Netflix has green-lit a second season of the reality competition Squid Game: The Challenge hours before the first season finale airs and a winner revealed. The Challenge is based on the South Korean series Squid Game, which features people competing in deadly children's games for a massive cash prize.
As reported by Variety, Squid Game: The Challenge's description reads, “Though the reality version of Squid Game isn’t a matter of life or death, there’s still a lot on the line. Four hundred fifty-six players will compete to win $4.56 million, the largest cash prize in reality television history. Through a series of games, each player will be pushed to their limits and forced to ask themselves just how far they’ll go to win, with opportunistic alliances, cutthroat strategies and timely betrayals to follow.”
Over nine episodes, viewers have watched alliances form, contestants get eliminated, and lots of weeping… so many gratuitous tears and sobbing. Since we aren't quit there yet as a society to watch people actually off each other for money (give it a few more years), the contestants on Squid Game: The Challenge are shot with paintballs or fall through a glass bridge and are never seen on camera again. Tonight, Netflix airs the finale and we find out who wins $4.56 million.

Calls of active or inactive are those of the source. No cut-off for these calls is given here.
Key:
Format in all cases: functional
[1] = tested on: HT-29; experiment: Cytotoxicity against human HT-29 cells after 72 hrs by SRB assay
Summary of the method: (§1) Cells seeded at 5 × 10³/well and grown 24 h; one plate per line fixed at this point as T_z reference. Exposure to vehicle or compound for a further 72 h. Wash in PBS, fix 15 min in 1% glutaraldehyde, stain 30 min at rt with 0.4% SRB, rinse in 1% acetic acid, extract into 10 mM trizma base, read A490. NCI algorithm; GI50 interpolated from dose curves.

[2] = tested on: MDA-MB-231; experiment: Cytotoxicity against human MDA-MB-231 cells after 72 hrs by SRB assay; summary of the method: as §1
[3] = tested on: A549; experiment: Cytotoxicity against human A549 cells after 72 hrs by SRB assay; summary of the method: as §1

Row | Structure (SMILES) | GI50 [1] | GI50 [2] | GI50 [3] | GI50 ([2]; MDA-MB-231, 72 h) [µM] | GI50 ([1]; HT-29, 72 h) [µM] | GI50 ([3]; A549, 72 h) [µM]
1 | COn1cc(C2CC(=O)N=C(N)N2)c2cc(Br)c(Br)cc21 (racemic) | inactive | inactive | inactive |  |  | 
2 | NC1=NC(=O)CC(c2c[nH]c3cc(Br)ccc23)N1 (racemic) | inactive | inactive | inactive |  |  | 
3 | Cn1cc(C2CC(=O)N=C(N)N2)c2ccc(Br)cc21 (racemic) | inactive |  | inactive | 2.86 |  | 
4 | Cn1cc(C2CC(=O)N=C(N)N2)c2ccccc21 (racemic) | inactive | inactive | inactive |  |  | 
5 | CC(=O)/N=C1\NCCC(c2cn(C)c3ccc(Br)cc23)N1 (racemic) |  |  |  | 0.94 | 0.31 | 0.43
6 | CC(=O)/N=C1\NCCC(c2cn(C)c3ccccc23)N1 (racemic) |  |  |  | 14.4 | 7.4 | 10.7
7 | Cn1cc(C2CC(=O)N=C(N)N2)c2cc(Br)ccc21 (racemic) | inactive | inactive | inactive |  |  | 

Despite Some Squid Game: The Challenge Contestants Threatening a Lawsuit, Netflix Renewed the British Show for a Second Season
Even though — unlike the show on which it is based — no one actually died playing Squid Game: The Challenge, several contestants have threatened to sue due to alleged inhumane conditions on the set. Deadline reports, “A British personal injuries law firm is representing two unnamed players who say they suffered hypothermia and nerve damage while shooting in cold conditions in the U.K.”
Daniel Slade, CEO of Express Solicitors, said: “We recognize people may see this as a classic David and Goliath battle with the company and its production partners. Contestants thought they were taking part in something fun and those injured did not expect to suffer as they did. Now they have been left with injuries after spending time being stuck in painful stress positions in cold temperatures.”
A Netflix spokesperson said that “No lawsuit has been filed by any of the Squid Game contestants. We take the welfare of our contestants extremely seriously.” Brandon Riegg, Netflix VP of Nonfiction Series, said in a statement:
“There was no red light in our decision to green-light season two of Squid Game: The Challenge, the most ambitious unscripted show we've premiered at Netflix. We're so excited to continue the franchise of Squid Game with our team in Korea, and producers at Studio Lambert and the Garden for this epic competition series.”
Despite the threat of lawsuits, tales of using lubricated condoms as lip balm, and gallons of collective contestant tears, Squid Game: The Challenge became a massive streaming hit. Recruitment for season two is now open at SquidGameCasting.com for those cool with alternative Chapstick options and crying profusely on camera.
The Squid Game: The Challenge finale drops on Netflix on Wednesday at 9 p.m. ET/6 p.m. PT.